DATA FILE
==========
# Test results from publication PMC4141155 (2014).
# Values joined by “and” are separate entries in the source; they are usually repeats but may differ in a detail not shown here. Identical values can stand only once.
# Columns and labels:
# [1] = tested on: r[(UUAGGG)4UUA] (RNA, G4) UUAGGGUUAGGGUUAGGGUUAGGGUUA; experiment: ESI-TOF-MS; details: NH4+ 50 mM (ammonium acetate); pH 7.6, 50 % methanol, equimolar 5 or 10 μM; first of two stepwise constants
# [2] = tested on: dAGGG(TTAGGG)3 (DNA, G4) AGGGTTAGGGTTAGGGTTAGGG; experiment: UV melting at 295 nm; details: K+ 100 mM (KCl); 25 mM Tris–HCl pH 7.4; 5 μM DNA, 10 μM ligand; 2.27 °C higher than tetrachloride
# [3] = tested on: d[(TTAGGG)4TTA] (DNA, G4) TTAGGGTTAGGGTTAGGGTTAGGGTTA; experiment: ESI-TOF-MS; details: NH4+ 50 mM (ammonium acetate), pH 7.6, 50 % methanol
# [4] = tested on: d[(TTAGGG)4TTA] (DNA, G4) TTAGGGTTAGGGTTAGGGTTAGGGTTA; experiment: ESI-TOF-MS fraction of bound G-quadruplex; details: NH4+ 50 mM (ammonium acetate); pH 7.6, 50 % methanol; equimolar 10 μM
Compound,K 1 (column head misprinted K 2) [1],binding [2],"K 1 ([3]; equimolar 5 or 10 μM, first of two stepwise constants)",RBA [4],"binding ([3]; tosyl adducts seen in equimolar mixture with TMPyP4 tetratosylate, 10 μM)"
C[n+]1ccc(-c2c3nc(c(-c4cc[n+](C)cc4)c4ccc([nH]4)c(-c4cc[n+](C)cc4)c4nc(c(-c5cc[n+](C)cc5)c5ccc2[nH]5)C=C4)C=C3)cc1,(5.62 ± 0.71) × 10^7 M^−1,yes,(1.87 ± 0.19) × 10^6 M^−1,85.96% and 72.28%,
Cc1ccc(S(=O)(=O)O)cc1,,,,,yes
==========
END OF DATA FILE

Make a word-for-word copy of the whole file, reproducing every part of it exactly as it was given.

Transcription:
# Test results from publication PMC4141155 (2014).
# Values joined by “and” are separate entries in the source; they are usually repeats but may differ in a detail not shown here. Identical values can stand only once.
# Columns and labels:
# [1] = tested on: r[(UUAGGG)4UUA] (RNA, G4) UUAGGGUUAGGGUUAGGGUUAGGGUUA; experiment: ESI-TOF-MS; details: NH4+ 50 mM (ammonium acetate); pH 7.6, 50 % methanol, equimolar 5 or 10 μM; first of two stepwise constants
# [2] = tested on: dAGGG(TTAGGG)3 (DNA, G4) AGGGTTAGGGTTAGGGTTAGGG; experiment: UV melting at 295 nm; details: K+ 100 mM (KCl); 25 mM Tris–HCl pH 7.4; 5 μM DNA, 10 μM ligand; 2.27 °C higher than tetrachloride
# [3] = tested on: d[(TTAGGG)4TTA] (DNA, G4) TTAGGGTTAGGGTTAGGGTTAGGGTTA; experiment: ESI-TOF-MS; details: NH4+ 50 mM (ammonium acetate), pH 7.6, 50 % methanol
# [4] = tested on: d[(TTAGGG)4TTA] (DNA, G4) TTAGGGTTAGGGTTAGGGTTAGGGTTA; experiment: ESI-TOF-MS fraction of bound G-quadruplex; details: NH4+ 50 mM (ammonium acetate); pH 7.6, 50 % methanol; equimolar 10 μM
Compound,K 1 (column head misprinted K 2) [1],binding [2],"K 1 ([3]; equimolar 5 or 10 μM, first of two stepwise constants)",RBA [4],"binding ([3]; tosyl adducts seen in equimolar mixture with TMPyP4 tetratosylate, 10 μM)"
C[n+]1ccc(-c2c3nc(c(-c4cc[n+](C)cc4)c4ccc([nH]4)c(-c4cc[n+](C)cc4)c4nc(c(-c5cc[n+](C)cc5)c5ccc2[nH]5)C=C4)C=C3)cc1,(5.62 ± 0.71) × 10^7 M^−1,yes,(1.87 ± 0.19) × 10^6 M^−1,85.96% and 72.28%,
Cc1ccc(S(=O)(=O)O)cc1,,,,,yes